Childcare policies in Japan: postwar developments and recent reforms
Since the introduction of the child welfare reform legislation in 1996, childcare has become one of the most widely debated policy issues in Japan. The debates have ranged from the topic of how should childcare be arranged, who should care for children under what circumstances, what should be the role of the state with respect to childcare, and how the cost of childcare should be arranged. For many outside observers the childcare system in Japan may appear quite generous (Boling 1998), and the current reform may seem to signify a further progressive step towards greater socialization of childcare. After all, about onefifth of all pre-school-age children in Japan are in public childcare, and the national figure shows that there are still more spaces available, as the total childcare enrolment rate is only about 87 per cent of the available spaces (Japan – Ministry of Health and Welfare 1998). However, a closer examination of the current childcare system and the nature of the recent reform reveals a rather different story
First, it is difficult to assess adequately the generosity of childcare provision simply by looking at figures. Having one-fifth of pre-school-age children attending public childcare may seem considerable if compared with the countries like the US, Canada or the Netherlands where the figures are below 10 per cent, but it is very low when compared with countries like Sweden, Denmark, and France, where over 25 per cent of pre-school-age children are in public day-care. Rather, the important issues related to the current childcare system and the recent reform in Japan have to do with the fact that the existing system is functionally and procedurally obsolete and has been in need of a reform for some time; but that the recent reform does not really address these issues. Instead of extending social care to families with small children, the reform has been used as a tool to achieve the state’s pronatalist and welfare state restructuring objectives. Procedurally, a large number of families with small children are unable to access public childcare because they do not meet the needs test, and functionally most of the public childcare centres are operating in a way that is no longer in keeping with the actual needs of the family. Although the childcare reform has been promoted as a policy to enable families to harmonize work and family responsibilities, the real goal is not about increasing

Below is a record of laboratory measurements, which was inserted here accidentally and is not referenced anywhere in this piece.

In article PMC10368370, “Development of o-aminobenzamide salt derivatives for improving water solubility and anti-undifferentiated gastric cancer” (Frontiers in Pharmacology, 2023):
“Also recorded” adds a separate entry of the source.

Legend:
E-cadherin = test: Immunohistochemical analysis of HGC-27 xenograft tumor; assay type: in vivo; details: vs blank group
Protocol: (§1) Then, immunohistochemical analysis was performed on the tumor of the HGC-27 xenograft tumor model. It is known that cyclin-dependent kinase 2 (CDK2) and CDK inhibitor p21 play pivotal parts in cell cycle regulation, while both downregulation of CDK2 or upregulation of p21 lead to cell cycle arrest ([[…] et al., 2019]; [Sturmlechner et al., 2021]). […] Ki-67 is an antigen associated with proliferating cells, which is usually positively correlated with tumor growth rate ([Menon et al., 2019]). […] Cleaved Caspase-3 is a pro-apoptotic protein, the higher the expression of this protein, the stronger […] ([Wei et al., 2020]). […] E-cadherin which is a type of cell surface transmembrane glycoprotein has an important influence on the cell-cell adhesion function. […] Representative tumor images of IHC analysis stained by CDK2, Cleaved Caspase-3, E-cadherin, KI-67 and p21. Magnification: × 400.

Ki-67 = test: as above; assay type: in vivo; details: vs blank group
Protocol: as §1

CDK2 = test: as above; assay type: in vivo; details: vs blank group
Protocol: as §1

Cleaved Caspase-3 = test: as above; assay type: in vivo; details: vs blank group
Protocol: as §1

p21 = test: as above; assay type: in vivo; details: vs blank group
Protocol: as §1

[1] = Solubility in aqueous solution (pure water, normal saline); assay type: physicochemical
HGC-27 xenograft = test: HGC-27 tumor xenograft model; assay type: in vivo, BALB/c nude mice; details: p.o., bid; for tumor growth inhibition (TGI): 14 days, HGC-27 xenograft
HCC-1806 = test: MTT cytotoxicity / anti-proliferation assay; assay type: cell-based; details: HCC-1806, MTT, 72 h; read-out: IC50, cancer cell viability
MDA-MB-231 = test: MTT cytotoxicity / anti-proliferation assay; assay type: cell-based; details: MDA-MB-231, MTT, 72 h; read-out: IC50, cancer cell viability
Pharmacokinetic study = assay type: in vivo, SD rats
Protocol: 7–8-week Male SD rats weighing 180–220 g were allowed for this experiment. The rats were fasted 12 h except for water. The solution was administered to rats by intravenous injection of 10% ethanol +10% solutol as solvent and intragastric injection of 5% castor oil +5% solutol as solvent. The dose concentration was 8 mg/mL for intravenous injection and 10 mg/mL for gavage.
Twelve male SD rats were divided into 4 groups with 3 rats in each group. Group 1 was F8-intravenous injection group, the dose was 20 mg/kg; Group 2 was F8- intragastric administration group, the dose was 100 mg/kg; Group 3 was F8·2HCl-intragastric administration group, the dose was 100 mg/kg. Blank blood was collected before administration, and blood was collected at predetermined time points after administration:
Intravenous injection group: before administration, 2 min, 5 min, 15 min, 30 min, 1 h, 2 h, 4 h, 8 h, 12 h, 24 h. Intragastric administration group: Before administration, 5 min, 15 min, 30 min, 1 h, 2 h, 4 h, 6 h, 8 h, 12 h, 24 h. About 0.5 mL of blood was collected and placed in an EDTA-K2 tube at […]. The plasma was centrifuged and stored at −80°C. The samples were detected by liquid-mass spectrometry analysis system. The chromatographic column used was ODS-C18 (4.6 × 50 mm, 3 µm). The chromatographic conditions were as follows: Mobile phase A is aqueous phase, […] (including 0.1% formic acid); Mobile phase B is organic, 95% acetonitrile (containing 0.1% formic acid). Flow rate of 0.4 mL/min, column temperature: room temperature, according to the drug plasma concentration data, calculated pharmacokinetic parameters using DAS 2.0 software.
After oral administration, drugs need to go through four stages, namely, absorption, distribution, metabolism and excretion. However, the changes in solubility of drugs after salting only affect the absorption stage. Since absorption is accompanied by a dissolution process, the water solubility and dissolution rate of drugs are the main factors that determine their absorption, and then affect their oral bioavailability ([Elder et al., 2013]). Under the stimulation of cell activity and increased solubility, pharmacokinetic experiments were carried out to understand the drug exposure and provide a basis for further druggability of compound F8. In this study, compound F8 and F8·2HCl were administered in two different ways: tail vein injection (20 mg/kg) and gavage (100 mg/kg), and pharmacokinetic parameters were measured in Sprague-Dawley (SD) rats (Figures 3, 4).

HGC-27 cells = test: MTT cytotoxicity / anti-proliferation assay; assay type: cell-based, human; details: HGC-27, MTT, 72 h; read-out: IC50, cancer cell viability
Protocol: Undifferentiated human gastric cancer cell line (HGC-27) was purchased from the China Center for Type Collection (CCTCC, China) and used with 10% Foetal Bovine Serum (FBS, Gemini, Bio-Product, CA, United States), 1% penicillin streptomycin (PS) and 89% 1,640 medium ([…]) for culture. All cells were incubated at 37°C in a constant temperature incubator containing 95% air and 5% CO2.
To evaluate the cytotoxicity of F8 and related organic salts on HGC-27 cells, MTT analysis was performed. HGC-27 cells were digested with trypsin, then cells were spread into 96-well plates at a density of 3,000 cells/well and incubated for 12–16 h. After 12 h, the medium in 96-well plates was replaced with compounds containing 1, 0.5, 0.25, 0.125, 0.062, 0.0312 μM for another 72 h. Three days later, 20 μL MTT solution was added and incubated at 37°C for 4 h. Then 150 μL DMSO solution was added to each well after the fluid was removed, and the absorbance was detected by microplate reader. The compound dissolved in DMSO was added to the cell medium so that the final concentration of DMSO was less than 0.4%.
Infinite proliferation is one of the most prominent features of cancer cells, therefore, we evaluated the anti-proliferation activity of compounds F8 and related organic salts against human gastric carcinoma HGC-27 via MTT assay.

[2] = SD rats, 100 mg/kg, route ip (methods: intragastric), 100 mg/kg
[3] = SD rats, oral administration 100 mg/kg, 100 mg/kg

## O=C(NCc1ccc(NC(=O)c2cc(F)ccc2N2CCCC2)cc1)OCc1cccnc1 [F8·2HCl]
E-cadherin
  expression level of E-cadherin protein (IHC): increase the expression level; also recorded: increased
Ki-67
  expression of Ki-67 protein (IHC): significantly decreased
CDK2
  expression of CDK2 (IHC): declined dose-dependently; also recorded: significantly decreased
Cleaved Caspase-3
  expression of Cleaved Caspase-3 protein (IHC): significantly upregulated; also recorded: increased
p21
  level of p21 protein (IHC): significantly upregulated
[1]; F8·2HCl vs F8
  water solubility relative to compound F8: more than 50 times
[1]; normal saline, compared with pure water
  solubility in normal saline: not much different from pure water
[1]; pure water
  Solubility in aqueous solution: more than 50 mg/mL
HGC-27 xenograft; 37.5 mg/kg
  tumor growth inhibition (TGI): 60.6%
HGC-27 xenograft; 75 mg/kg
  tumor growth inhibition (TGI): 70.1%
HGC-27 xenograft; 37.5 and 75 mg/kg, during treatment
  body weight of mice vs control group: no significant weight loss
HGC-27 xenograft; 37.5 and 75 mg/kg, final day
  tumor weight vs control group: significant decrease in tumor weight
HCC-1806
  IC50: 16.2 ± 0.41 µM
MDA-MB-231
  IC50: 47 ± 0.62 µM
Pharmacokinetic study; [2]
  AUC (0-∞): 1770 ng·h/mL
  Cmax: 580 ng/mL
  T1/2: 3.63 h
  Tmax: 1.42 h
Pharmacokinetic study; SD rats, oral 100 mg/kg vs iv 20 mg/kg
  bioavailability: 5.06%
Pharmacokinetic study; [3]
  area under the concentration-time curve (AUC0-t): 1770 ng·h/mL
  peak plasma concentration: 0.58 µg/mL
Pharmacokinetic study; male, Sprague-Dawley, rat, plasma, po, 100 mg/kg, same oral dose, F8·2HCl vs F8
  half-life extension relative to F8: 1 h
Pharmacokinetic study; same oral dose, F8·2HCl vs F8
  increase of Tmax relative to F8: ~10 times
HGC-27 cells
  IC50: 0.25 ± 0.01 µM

employment options for mothers nor ensuring a greater gender equality at home or in the labour market. Rather, the reform is more aimed at preventing possible social and economic problems that may arise from a continuing decline in the total national fertility rate and to introduce the concept of free market competition to an otherwise highly regulated system.